EU to ban import and export of goods made with forced labour

MEPs in voting groups amended the regulation to include the designation of areas and economic sectors at „high risk” of exposure to forced labour. Companies operating in these areas must demonstrate that their own supply chains are clean, rather than authorities launching investigations themselves. The groups referred to this as 'shifting the burden of proof’.

To this end, the groups recommend that products removed from the market should only be re-allowed once the company proves that it no longer uses forced labor and resolves related cases.

The Committees’ amendments extended the definition of forced labor to include „all work or service exacted from any person under threat of any penalty and which the person does not offer himself”.

More negotiations are needed to clarify the final form of the regulation.

The groups’ co-rapporteur, María-Manuel Ledo-Marquez, said: „”27.6 million workers around the world suffer from forced labour, a form of modern slavery – we must dedicate this victory to them. We have ensured that goods produced with forced labor are banned from the internal market until workers are compensated for their harm.

„Banning forced labor protects rule-abiding companies from unfair competition.”

At the press conference launching the motion, the co-rapporteurs said that the imposition of legislation should be handled by member states.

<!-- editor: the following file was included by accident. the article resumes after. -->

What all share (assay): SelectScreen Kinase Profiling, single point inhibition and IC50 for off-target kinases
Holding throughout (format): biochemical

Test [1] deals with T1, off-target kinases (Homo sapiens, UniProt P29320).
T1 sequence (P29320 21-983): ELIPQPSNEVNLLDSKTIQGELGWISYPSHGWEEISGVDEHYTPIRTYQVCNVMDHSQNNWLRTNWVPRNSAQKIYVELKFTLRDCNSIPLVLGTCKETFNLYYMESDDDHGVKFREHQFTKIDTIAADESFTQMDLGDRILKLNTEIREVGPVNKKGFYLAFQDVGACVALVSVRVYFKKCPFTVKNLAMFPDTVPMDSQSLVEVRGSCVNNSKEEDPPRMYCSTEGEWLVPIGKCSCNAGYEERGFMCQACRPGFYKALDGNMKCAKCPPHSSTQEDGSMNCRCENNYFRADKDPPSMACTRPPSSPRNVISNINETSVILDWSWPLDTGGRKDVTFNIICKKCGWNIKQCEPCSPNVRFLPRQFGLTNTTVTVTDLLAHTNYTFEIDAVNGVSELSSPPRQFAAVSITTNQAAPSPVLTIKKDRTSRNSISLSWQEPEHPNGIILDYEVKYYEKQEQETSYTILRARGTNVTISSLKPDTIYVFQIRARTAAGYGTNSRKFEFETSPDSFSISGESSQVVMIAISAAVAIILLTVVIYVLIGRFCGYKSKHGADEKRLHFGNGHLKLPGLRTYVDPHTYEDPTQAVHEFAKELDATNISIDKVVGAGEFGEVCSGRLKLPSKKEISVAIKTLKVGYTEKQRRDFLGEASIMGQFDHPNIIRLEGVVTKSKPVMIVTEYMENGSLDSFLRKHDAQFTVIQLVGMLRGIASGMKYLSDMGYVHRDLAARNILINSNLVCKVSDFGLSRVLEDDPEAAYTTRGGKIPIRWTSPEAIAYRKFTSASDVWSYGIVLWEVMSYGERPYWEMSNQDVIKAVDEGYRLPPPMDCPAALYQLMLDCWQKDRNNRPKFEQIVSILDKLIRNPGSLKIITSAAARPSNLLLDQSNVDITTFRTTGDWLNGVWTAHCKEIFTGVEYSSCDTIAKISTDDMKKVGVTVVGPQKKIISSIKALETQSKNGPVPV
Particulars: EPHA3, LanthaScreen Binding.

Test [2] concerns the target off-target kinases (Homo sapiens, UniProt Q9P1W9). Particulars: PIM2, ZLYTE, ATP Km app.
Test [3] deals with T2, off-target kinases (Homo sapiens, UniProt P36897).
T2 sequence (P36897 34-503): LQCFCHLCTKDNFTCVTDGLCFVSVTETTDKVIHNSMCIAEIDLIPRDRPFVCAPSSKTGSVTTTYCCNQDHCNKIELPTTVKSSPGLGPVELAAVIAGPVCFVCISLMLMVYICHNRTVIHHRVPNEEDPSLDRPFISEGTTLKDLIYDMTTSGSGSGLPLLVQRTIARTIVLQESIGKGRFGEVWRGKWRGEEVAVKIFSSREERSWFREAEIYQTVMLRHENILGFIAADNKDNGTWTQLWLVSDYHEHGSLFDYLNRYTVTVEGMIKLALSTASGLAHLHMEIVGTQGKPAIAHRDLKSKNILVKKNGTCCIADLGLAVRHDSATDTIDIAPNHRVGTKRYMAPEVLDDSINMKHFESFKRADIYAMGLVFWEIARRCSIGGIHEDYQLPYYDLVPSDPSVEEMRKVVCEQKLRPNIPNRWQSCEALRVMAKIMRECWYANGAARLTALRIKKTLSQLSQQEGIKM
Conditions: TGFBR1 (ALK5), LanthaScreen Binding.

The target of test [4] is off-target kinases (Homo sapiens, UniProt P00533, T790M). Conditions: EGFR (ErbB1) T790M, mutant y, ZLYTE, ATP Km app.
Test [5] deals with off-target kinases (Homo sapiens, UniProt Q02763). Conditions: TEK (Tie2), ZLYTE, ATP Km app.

Supply chain challenges

Solar PV is one of the world’s most hot-button industries in terms of forced labour, and Europe – like the entire Western world – relies heavily on solar imports to meet its decarbonisation targets. Last month the European Solar Manufacturing Council (ESMC) published an open letter to the EU as part of its efforts to push for legislative protection for the European solar industry.

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China’s Xinjiang province is at the center of the debate, as much of the world’s polysilicon production is located in the province, shouldering concerns and accusations of forced exploitation of the local Uyghur population.

Responding to a question about Xinjiang polysilicon and solar imports at a press conference, co-reporter Samira Raffaela said that 'reversing the burden of proof’ means that we can target products more efficiently and specifically. Things like solar panels… I expect these products to be on the list of high-risk products. .”

In its letter, ESMC called on the EU to take advantage of the US Uyghur Forced Labor Prevention Act (UFLPA) establishment list. MEPs would work in a similar manner to include clauses for pre-determining high-risk areas.

The UFLPA has led to 2GW worth of exports being delayed at US customs by 2022.

The European solar market has been wrestling with the damaging influence of Chinese imports in recent months as it tries to build a domestic PV manufacturing base.

In another open letter, the ESMC – backed by several notable European solar companies – spoke of a „deliberate and targeted attack by Chinese PV manufacturers”, threatening the sustainability of EU-made products, particularly low-cost modules.

Reports emerged in July that 40GW worth of imported Chinese solar modules were stored in European warehouses, mostly in the port of Rotterdam.

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